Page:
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  • The Logic of Conditional Beliefs: Neighbourhood Semantics and Sequent Calculus.Marianna Girlando, Sara Negri, Nicola Olivetti & Vincent Risch - 2016 - In Lev Beklemishev, Stéphane Demri & András Máté (eds.), Advances in Modal Logic, Volume 11. CSLI Publications. pp. 322-341.
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  • Bisimulation and Expressivity for Conditional Belief, Degrees of Belief, and Safe Belief.Mikkel Birkegaard Andersen, Thomas Bolander, Hans van Ditmarsch & Martin Holm Jensen - 2017 - Synthese 194 (7):2447-2487.
    Plausibility models are Kripke models that agents use to reason about knowledge and belief, both of themselves and of each other. Such models are used to interpret the notions of conditional belief, degrees of belief, and safe belief. The logic of conditional belief contains that modality and also the knowledge modality, and similarly for the logic of degrees of belief and the logic of safe belief. With respect to these logics, plausibility models may contain too much information. A proper notion (...)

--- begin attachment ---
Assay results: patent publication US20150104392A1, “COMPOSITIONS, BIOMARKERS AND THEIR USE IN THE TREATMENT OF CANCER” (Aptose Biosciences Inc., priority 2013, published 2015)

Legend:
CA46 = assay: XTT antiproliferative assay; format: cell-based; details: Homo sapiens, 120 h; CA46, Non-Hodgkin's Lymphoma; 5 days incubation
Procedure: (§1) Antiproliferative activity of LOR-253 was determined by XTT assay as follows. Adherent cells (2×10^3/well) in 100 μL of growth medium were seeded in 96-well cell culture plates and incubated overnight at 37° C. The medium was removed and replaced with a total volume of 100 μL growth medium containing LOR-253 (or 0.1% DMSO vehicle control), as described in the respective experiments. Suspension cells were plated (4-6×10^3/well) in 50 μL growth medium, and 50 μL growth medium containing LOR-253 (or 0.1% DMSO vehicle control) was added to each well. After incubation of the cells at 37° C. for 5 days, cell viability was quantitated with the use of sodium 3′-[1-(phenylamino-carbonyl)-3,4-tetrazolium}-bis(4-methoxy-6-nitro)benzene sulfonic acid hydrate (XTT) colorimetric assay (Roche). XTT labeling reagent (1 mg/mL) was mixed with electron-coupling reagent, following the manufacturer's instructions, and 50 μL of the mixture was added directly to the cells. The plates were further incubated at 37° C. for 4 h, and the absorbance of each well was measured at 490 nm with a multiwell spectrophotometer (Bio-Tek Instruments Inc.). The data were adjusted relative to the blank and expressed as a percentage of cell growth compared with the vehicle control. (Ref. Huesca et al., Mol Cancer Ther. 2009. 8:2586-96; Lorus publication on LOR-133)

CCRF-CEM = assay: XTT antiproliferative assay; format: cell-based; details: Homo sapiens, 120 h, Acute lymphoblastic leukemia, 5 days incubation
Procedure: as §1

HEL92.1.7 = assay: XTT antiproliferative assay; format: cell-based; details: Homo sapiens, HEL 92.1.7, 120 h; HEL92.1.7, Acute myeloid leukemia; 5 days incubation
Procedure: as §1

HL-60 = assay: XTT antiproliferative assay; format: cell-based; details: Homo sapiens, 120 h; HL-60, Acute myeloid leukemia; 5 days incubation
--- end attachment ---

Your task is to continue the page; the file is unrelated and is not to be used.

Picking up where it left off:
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  • Bisimulation for Conditional Modalities.A. Baltag & G. Cinà - 2018 - Studia Logica 106 (1):1-33.
    We give a definition of bisimulation for conditional modalities interpreted on selection functions and prove the correspondence between bisimilarity and modal equivalence, generalizing the Hennessy–Milner Theorem to a wide class of conditional operators. We further investigate the operators and semantics to which these results apply. First, we show how to derive a solid notion of bisimulation for conditional belief, behaving as desired both on plausibility models and on evidence models. These novel definitions of bisimulations are exploited in a series of (...)